Edna missed George and she knew she was going to see him soon. Relief flooded through her and she quickly came to grips with dying. In the end, it’s all she wanted at this stage in her life.
“Finally come for a dance with an old single lady?” Edna quipped and placed an edge piece on her puzzle.
A breeze blew in from the open window and the curtains bellowed around the figure in the shadows. It took a step out from the darkened corner and the floor board creaked under its foot.
“I thought you’d float,” Edna stated and surveyed the puzzle piece in her hand.
“No…?” the figure muttered.
“I’d also thought you’d be scary or something. I wonder, when you came for my George that day, where you scary?”
The figure cleared its throat and stepped into the light. A long flowing black robe framed its body and he leaned on a tall scythe. The hood concealed its face, but two small red beads glowed in the black.
“My, my…maybe you are scary underneath all that fabric and your large hood,” Edna whispered and put another puzzle piece in its place.
The figure stepped closer and held out a gloved hand. The hand motioned to Edna and she slowly rose from her chair. Her joints groaned and the last puzzle piece she held slipped from her fingers and scattered on the table. Standing, she reached for the robed figure moving toward her. In her heart, she felt peace wash over her and deep down she could smell the faint scent of George’s cigars.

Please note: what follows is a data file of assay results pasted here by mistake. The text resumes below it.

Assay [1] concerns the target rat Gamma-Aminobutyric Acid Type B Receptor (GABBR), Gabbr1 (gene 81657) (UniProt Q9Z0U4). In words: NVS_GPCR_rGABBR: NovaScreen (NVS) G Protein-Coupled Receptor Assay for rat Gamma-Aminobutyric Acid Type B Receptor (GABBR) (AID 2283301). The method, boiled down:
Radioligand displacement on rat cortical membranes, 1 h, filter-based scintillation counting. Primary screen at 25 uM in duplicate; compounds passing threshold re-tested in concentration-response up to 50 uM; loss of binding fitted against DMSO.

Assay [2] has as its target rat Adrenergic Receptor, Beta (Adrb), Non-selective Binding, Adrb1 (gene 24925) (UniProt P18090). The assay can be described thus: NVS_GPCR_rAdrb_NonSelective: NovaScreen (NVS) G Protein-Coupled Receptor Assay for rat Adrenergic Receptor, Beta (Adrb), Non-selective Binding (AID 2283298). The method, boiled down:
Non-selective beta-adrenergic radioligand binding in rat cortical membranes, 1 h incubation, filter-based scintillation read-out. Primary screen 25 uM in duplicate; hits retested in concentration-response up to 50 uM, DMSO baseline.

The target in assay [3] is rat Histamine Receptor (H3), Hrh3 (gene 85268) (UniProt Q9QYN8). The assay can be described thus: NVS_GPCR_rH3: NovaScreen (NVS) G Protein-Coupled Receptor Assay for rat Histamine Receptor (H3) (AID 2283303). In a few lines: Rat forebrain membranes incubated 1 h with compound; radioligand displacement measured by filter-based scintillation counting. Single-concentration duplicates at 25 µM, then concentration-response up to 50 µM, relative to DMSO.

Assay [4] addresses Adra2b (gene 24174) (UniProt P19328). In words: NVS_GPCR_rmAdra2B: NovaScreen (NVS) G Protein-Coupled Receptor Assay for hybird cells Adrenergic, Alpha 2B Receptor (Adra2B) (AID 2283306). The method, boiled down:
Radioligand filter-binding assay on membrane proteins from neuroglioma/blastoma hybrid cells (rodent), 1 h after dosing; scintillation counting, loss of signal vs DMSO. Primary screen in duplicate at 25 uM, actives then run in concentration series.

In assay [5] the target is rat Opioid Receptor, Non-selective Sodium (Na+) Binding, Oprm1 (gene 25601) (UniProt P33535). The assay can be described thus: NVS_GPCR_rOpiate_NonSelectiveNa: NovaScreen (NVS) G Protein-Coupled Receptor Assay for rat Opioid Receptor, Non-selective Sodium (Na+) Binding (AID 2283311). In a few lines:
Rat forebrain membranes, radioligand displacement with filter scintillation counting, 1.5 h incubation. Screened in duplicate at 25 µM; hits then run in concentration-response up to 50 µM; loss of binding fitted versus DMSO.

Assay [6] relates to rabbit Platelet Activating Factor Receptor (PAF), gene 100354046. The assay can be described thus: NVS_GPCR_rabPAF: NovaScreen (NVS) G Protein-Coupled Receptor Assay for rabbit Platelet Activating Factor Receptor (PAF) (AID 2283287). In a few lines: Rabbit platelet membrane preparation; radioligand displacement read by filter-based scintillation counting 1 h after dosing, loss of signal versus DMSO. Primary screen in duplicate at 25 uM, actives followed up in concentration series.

The figure took another step to her and stumbled.
The long cloak wrapped around its boot and when it stepped, its leg caught and the robed figure fell forward. Edna backed away and stifled a laugh as the Reaper fell to the floor before her. The robe wrapped around him and his arms flailed around frantically trying to get free. Finally, Edna broke out into laughter.
“Shit,” a voice uttered under the cloak.
“You’re not exactly as I expected you.”
“Sorry, it’s my first day,” the voice answered.
The Reaper scrambled to his feet and leaned over to pick up his scythe. Using his free hand, he brushed the dust from his robes and cleared his throat.
“I am here to take you on the last part of your journey in the mortal realm,” the Reaper said.
“I don’t believe you,” Edna spat.
“No, I assure you I am the Reaper and I’m here to take your soul to the Great Beyond.”
“First day? I thought the Reaper had been taking souls for all eternity.”
“Well, yes and no.”
“Yes and no?” Edna questioned.
“Look it’s a long story and I really have to have your soul crossed over before my shift is up,” the Reaper pleaded with the old woman.
Edna stared at the Reaper before her in disbelief.